The most preferred weather for a duck is cool, wet, and overcast days. They choose to move on cooler days rather than roaming on warm hot days.

Nevertheless, cold does not mean harsh weather or snow. A cold temperature that is acute may not be healthy for a duck’s survival. They could go to a fatal hypothermia state.

Ducks love rain and wind. In windy weather, they get stimulated to fly.  Hence, if the weather is not too harsh for them to survive outside, they can enjoy themselves in the wind, rain, cold, and even in the fog. 

For ducks, winter is one of the times that they are pretty active. The wild ducks search for food. Moreover, in winter, ducks are used to enough resting to conserve their energy or fat reservation in their bodies.

Being a duck raiser, one should arrange heat sources for their ducks to get warm if they need to. For a heat source, simply introduce high-power lights into their shelters. It could keep the interior warm.

Where do ducks go when it’s raining? What do they do?

Ducks prefer rain. They tend to stay outside, even if it rains heavily. The only time that could scare them is when the rain comes with extremity- roaring winds, severe cold temperature, or massive downpour.

Ducks usually get busy feeding, grooming, being playful, or finding new places to hunt during the rainy days. The flight feathers with microstructure can effortlessly shed water pouring over their bodies. Again, there are oil glands on their tails that help keep their feather watertight.

If the rain is severe, ducks tend to take refuge in the nearest safest places. For the domestic ones, the owner should build a spacious, well-ventilated home with a dry floor. Again, they could arrange heat sources by hanging lights inside the shelter.

Why do ducks prefer rain?

Until now, we are very clear about duck’s fondness toward rainy weather. But what exactly makes them like rain so much? Here are some possible ideas. 

For preening/ grooming:

Ducks usually preen their feathers with the help of water. No wonder rain is ideal for them to clean and groom. Ducks follow a routine of preening, fluffing, and cleaning their feathers before they take nap. They need water in this process. 

Ducks also spread the water-resistant oils of their body to feathers for protection during preening.

They again clean their eyes and nose airways by dunking their heads in the water. Without cleaning, the gunk on the nose and eyes can cause them to become sick.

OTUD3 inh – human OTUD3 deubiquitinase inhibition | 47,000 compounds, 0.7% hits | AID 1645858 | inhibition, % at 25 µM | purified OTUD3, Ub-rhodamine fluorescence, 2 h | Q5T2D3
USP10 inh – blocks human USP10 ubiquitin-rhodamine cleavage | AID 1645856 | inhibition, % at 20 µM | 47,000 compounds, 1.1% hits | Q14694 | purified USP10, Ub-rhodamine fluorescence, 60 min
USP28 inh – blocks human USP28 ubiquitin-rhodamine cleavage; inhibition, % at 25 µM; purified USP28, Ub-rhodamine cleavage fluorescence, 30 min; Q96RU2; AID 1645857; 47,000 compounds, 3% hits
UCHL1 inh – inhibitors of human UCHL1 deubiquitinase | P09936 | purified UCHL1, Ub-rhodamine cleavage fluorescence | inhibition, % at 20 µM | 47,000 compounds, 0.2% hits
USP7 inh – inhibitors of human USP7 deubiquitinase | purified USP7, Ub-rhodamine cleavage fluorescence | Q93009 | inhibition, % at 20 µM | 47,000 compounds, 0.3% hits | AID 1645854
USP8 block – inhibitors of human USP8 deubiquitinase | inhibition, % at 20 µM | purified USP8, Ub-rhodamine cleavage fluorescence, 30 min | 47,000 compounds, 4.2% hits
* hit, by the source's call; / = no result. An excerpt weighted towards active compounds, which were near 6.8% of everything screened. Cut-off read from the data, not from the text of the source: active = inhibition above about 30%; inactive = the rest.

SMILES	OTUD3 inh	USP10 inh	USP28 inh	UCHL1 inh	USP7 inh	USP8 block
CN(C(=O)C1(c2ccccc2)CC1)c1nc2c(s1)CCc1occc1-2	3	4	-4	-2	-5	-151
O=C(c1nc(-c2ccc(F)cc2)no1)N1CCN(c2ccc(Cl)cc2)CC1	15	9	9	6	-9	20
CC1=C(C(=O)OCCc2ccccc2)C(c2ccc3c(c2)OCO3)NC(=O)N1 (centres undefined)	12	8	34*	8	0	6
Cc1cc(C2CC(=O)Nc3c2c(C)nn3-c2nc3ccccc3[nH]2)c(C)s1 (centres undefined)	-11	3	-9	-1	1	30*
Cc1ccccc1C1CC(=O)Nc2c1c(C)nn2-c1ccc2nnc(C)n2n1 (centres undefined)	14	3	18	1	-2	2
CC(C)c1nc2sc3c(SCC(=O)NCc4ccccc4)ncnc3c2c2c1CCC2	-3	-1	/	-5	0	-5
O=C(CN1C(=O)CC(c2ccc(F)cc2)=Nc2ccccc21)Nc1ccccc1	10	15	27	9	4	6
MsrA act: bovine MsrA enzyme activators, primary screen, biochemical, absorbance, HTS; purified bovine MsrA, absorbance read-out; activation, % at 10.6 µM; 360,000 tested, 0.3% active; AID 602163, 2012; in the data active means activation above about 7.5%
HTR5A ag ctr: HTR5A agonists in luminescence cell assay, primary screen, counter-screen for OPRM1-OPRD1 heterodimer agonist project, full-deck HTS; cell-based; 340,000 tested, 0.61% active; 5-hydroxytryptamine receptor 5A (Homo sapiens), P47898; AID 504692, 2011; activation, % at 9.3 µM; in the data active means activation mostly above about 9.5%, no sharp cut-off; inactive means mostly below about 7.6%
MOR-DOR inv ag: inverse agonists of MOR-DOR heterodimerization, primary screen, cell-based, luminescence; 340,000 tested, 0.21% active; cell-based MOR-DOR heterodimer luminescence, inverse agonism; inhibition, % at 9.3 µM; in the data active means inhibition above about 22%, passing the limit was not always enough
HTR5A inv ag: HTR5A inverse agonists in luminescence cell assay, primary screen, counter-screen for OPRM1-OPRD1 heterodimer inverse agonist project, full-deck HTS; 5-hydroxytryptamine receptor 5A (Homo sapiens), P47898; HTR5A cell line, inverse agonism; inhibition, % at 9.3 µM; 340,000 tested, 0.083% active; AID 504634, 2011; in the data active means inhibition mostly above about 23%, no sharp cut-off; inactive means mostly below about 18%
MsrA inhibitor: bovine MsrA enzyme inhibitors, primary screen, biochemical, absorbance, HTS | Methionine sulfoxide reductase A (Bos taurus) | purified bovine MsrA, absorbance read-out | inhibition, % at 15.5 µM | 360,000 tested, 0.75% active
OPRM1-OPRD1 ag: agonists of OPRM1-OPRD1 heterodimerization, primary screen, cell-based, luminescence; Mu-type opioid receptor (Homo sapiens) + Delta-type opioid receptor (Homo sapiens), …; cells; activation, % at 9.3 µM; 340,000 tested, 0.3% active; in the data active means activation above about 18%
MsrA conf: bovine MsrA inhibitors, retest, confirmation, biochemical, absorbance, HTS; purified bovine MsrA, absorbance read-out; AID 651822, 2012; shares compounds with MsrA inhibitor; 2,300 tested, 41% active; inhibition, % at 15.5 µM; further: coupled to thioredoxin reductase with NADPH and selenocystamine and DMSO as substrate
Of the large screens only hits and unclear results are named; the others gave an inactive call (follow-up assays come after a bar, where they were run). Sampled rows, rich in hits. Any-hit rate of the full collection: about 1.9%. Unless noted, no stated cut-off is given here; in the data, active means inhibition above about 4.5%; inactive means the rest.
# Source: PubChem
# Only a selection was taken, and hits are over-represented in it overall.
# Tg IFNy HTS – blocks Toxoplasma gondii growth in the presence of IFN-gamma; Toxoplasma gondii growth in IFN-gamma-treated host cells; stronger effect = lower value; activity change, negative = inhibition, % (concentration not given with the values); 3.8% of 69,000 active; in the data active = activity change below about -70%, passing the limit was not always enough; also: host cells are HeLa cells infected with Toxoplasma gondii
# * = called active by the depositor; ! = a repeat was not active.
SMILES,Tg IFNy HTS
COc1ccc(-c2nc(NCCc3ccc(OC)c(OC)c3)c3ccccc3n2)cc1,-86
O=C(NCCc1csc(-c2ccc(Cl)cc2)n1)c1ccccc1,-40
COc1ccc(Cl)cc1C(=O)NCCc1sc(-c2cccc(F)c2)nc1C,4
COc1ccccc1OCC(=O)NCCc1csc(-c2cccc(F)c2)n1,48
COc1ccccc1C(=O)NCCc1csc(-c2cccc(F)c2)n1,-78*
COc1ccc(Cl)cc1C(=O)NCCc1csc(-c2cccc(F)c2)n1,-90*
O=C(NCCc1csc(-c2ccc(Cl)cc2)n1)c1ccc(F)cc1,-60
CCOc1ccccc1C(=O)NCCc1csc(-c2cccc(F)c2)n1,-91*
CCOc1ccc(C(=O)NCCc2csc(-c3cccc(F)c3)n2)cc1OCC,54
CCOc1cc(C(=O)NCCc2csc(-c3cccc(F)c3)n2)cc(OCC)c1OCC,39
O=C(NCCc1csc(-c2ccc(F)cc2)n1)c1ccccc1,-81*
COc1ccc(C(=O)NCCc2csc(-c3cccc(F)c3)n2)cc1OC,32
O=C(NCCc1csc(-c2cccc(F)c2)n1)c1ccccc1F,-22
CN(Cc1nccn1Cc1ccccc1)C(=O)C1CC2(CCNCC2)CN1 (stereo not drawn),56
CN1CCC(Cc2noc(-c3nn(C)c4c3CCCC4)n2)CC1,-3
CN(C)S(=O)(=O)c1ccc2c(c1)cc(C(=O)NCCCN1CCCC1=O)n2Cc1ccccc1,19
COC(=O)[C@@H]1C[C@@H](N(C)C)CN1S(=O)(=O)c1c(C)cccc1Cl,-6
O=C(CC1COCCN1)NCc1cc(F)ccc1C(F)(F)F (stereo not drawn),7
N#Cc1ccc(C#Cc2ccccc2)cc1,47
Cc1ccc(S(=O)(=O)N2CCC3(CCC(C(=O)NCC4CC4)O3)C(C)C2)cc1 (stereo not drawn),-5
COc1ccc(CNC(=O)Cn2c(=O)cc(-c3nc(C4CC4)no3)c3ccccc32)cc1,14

For feeding: 

Ducks, in the quest for food, move further into open and new places. Rainy days or heavy rainfall is one of the ideal times for their feeding. In such weather, they leave the old water bodies behind. Newly flooded areas are the places they tend to search for food.  

Become playful: 

Apart from grooming, feeding, and cleaning, ducks prefer rain for entertaining themselves. Their moods get cheerful. Ducks splash in puddles, fly and swim playfully. They also play in the pools of water and search for worms and insects. 

Can ducks drown in the rain?

No, ducks would not drown in rainy weather. They are aquatic birds.  They love spending time in the rain preening, feeding, playing, and finding new places for preying.

A little to heavy rain may not harm their activities or drown them. Nevertheless, if the downpour leads to severe flooding, flash floods, or hurricanes, the strong currents can pull them away or make them go underwater.

Again, debris with acute flooding can also force them to drown.

Are ducks afraid of storms?

Even though ducks enjoy blissful rainy weather, it is possible ducks may get afraid of storms.

Storms usually are accompanied by the howling wind, heavy downpours, or lightning. Similar to other animals, these extremities during rain would be frightening for the ducks. 

Moreover, for wild duck breeds, a severe storm may mean a reduction in food availability. Again, the hail from heavy rain could injure ducks if they do not take refuge in a safe shelter.

Final Thoughts

Ducks are aquatic birds and are fond of rain. The feathers and oil glands help keep the rainwater away.  During rainy days, they preen, feed, play, and look for opportunities. However, they may get frightened or can harm their health if exposed to harsh rain conditions. Then they seek refuge.